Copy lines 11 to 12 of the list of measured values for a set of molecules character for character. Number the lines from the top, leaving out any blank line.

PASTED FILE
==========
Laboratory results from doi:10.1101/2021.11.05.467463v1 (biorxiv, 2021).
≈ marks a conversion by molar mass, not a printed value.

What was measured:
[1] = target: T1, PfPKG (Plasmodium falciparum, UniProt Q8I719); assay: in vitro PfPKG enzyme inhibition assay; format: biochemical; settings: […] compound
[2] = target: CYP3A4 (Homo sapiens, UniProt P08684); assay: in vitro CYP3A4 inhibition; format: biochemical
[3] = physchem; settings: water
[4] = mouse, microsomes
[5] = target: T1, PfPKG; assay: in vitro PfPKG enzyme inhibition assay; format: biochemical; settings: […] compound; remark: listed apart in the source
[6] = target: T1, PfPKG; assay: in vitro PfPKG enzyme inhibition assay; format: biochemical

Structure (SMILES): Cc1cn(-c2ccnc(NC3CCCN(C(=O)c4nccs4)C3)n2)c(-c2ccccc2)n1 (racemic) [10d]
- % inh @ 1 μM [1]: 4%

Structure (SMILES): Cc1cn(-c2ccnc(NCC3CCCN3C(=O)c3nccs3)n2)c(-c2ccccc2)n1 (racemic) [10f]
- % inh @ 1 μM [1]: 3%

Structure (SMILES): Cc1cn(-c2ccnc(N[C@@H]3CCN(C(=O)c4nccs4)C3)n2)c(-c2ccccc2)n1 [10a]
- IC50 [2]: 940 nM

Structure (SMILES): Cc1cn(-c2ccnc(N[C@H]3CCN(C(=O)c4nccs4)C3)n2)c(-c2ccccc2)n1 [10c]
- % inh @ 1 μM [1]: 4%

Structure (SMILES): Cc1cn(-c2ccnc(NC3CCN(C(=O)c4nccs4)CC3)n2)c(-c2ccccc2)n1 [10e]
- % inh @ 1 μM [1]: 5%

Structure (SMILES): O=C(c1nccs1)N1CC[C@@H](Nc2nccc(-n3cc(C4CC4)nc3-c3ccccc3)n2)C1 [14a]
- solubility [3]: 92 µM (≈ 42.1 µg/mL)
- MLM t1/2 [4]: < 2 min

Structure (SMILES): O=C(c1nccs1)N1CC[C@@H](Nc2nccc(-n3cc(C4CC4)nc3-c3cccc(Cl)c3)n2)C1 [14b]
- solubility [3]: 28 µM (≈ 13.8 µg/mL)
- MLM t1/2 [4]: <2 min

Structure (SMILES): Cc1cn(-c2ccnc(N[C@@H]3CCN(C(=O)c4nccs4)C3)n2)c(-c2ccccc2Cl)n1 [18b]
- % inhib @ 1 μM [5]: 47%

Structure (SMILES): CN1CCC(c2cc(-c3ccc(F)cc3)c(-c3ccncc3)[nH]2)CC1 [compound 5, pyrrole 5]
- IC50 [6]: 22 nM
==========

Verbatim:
- % inh @ 1 μM [1]: 4%

Structure (SMILES): Cc1cn(-c2ccnc(NCC3CCCN3C(=O)c3nccs3)n2)c(-c2ccccc2)n1 (racemic) [10f]